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Have you ever heard of overlanding?

Have you ever heard of overlanding?


The new term for this kind of camping is called overlanding. I always called it packing up my pickup and heading out in the booneys. Overlanding allows you to get away from crowds and pick the spot you want to camp. You are not restricted to roads or designated campsites, because where you go, there are none. My camps are spacious and have most of the comforts of home. Overlanding is something to start out with in a limited fashion and work up to bigger trips. I’m looking forward to my next overlanding trip, which will be my fall turkey hunting camp into the cedar canyons I hunt often. Can you believe this is Nebraska?

I recently had Greg Kopf, Brand Manager for on my radio show. is a web-based warehouse of parts and accessories you may need to keep your favorite hunting rig running smoothly. We talked about a topic that may not be familiar to many people.

Kopf and I discussed a great way to get into the outdoors and explore places you may not normally go. It is called overlanding…and it is a term that is relatively new in our vernacular.

“Overlanding is self-reliant overland travel using a 4x4 vehicle to reach remote destinations where the journey is the principal goal”, Kopf said. “Historically, overlanding is an Australian term to denote the driving of livestock over very long distances to open up new country or to take livestock to market far from grazing grounds. It word originated between 1906 and 1910.”

“Overlanding in its most modern form with the use of 4x4 vehicles began in the middle of the last century using trucks, Jeeps, Land Cruisers or any other 4x4 capable vehicle, to travel to remote destinations all while living out of the vehicle and enjoying being surrounded by Mother Nature,” Kopf continued. “Overlanding provides the excitement and adventure of hiking to remote destinations but without being so taxing on the body. It allows you to carry more gear and supplies to make your camping more “luxurious” and your vehicle does all the hard work!”

When I first got to know Kopf and got to talk with him about Overlanding, I realized I had been doing that for most of my adult life, I just didn’t know what to call it. I asked Kopf who did overlanding today? “It is seemingly more popular with the younger generation anywhere from 27-35 years old males,” Kopf responded. “However, this recreational activity stems into all ages and demographics.”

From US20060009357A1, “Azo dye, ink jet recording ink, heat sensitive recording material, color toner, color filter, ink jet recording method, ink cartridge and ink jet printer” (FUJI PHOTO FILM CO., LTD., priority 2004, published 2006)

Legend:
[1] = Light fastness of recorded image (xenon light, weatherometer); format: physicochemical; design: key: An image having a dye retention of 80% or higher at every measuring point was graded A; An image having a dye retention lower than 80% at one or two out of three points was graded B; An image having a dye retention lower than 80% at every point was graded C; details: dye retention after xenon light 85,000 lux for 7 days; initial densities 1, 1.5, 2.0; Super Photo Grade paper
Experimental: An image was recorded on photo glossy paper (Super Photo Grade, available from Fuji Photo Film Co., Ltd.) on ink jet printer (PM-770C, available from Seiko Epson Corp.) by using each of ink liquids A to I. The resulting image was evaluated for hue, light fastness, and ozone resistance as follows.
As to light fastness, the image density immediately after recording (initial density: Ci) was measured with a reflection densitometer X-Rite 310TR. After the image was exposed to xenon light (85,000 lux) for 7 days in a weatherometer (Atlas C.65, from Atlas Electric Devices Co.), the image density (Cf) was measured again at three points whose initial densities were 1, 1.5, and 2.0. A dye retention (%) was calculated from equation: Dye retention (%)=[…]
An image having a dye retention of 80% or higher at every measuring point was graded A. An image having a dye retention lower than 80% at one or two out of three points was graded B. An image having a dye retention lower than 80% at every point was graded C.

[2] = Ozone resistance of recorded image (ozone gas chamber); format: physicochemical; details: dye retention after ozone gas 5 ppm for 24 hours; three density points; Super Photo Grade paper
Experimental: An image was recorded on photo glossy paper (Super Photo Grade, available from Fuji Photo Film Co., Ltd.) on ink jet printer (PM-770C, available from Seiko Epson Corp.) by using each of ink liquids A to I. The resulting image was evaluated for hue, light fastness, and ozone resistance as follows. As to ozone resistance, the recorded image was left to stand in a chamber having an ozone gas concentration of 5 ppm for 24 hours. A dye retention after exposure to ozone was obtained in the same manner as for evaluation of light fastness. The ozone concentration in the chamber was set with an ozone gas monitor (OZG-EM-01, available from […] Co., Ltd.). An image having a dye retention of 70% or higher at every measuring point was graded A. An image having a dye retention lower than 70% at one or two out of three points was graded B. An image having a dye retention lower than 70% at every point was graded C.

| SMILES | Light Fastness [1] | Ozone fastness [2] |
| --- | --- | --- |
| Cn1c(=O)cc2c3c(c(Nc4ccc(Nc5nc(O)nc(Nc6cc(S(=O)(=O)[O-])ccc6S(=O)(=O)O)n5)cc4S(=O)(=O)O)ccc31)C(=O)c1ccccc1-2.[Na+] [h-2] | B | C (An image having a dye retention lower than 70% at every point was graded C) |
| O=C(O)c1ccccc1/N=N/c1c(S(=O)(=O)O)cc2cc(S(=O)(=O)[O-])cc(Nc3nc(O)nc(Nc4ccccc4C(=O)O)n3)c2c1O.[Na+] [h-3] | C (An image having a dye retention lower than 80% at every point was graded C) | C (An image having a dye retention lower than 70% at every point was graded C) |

Nebraskan’s are quite familiar with The Oregon Trail. We know that the pioneers packed up what they owned, everything they thought they would need for a journey across the continent, put it in the back of a wagon and headed west. This may be the earliest form of overlanding. There is quite a difference between what they did for months on end and camping a few nights at your favorite spot!

I camp a lot, but only a few trips a year are made to any kind of improved campground. My kind of camping is very similar to the way pioneers traveled and what overlanding means today. Granted, my hunting/fishing partners and I travel in 4x4 pick ups rather than oxen and wagons, but we still have to carry everything we would need on our trip. There are no convenience stores out in the Sandhills or deep in the cedar canyons I visit. Not only is this kind of adventure fun, but it really teaches you about self-reliance.

Thinking about what I and my camp partners carried when we went on an adventure, I asked Kopf what he thought were some of the essentials:

“First a capable and reliable 4x4 vehicle, preferably one that is narrow and has a short wheelbase outfitted with the basics; all-terrain tires…oversized if possible, armor protection like rock sliders, heavy duty bumpers and skid plates,” Kopf began. “I’d add a high lift jack and a winch if you can afford one. Tools, some extra parts and vehicle supplies are a good idea in case something decides to fail. After that, you have all of your standard camping equipment to make your adventure as comfortable as possible.”

I don’t remember how or why I started doing this, but when I had to work on my rig, and change out parts like fan belts, heater hoses or radiator hoses, I would toss the old/replaced, but still functional part, in a plastic box I carried with me in the vehicle. My reasoning was that if one of the new parts failed, I had an extra on board. That logic paid off one day on a trip deep into the Mark Twain National Forest in southeast Missouri. We had just crossed a creek and were climbing up out of the creek bottom when my buddy’s vehicle disappeared in a cloud of steam. He had blown his lower radiator hose.

Now what? We were hours away from any parts store and we had about two hours of daylight left. After we assessed the situation and thought through the problem, I dug around in my parts box. I had a couple of well used radiator hoses, one that looked like we could make it work and some clamps. It took about 30 minutes, a handful of big nylon tie-wraps and a bit of Redneck engineering, but we were back in business and made it on into our hunting camp for the evening. The fix wasn’t pretty…an upper radiator hose from a full-size Jeep Wagoneer was never meant to replace a lower hose on a Chevy Blazer, but it got us home. Kopf’s advice is still relevant for today!

I like the concept of overlanding and I like my camps to be comfortable and luxurious. No where have I ever read in the outdoors rule book that camping has to be uncomfortable and full of misery. I carry big roomy tents, cots to keep me off the ground, big chairs to sit in, tarps for covered dining and cooking areas, even a hot water shower I made with a pump weed sprayer and a single person hunting blind…simple but effective. I have never had anyone complain about the amenities of my camps and I want to keep it that way!


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